Ask “what if” questions about the books and stories your child is reading. What if the author had decided to change a specific plot point? What if a character in a biography had made a different decision at a key moment? Ask questions that prompt your child to think through the motivations behind the actions of different characters.

Tip: Read Instruction Manuals
If you find yourself assembling household items, ask your child to read through the directions and guide you through the assembly process. The instructions often include technical words and sequencing concepts, which help your child develop important non-fiction reading skills.

Supporting Arguments

Write arguments that state a claim, and support the claim with clear reasons and relevant evidence from credible or trusted sources.

Informative Papers

Write informative or explanatory papers that examine a topic and express information clearly. Use facts, details, and other information to develop the topic.

Developing Story Elements

Write stories or narratives about real or imaginary experiences. Establish a context and develop story elements such as characters, a well-sequenced plot, and descriptive details.

Supporting Thinking and Research

Include evidence from text to support thinking and research

Using Technology

Use technology to produce and publish writing, and to work on writing with others.

Using a Computer Keyboard

Use a computer keyboard comfortably; type at least three pages in a single sitting.

TIP

Fun Writing Projects

Keep an eye out for fun projects that involve writing. If your child made a family tree when she was younger, she can update it with a companion piece of writing in which she provides short biographical entries about each person. She can make these as simple or as involved as she likes. An especially interesting relative’s entry could become a longer profile, incorporating information from an interview with that relative and external published sources.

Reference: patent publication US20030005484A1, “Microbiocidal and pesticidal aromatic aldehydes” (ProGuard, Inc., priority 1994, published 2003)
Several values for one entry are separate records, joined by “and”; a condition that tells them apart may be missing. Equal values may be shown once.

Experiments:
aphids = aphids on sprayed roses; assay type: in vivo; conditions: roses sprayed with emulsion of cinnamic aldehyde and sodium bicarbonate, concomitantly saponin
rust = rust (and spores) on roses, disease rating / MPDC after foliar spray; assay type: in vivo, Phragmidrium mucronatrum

Using Basic Grammar Rules

Use basic rules of English grammar, capitalization, punctuation, and spelling in written work.

  • Use commas, parentheses, or dashes to set off parenthetical or added information: An apple, for example, is a type of fruit.
  • Use pronouns correctly in a sentence, as the subject (I, you, he, she, it, we, they); the object (me, you, him, her, etc.); or the possessive (mine, yours, his, hers, etc.). Recognize and correct errors (Incorrect: If a student doesn’t study, they won’t pass the test. Correct: If a student doesn’t study, he won’t pass the test.)
Class Participation

Participate in class discussions about complex 6th grade topics, texts, and issues. Be prepared to refer to evidence in a text when discussing ideas, to restate other people’s ideas, and to understand other perspectives.

Explaining Speakers' Claims

Listen to and describe another speaker’s arguments and claims, and explain whether the claims are supported by reasons and evidence.

Giving a Presentation

Give a clear, well-organized presentation about an argument or research finding. Support ideas with facts, details, and descriptions.

Research Projects

Conduct short research projects to answer a research question, gathering information from several print and online sources, and refocusing the question when needed.

Tip: Suggest Fun Writing Processes
Keep an eye out for fun projects that involve writing. If your child made a family tree when he was younger, he can update it with a companion piece of writing in which he provides short biographical entries about each person. He can make these as simple or as involved as he likes. An especially interesting relative’s entry could become a longer profile, incorporating information from an interview with that relative and external published sources.

Evaluating Sources

Evaluate whether sources can be trusted, and paraphrase or summarize the material without copying it. Provide a basic bibliography or list of sources.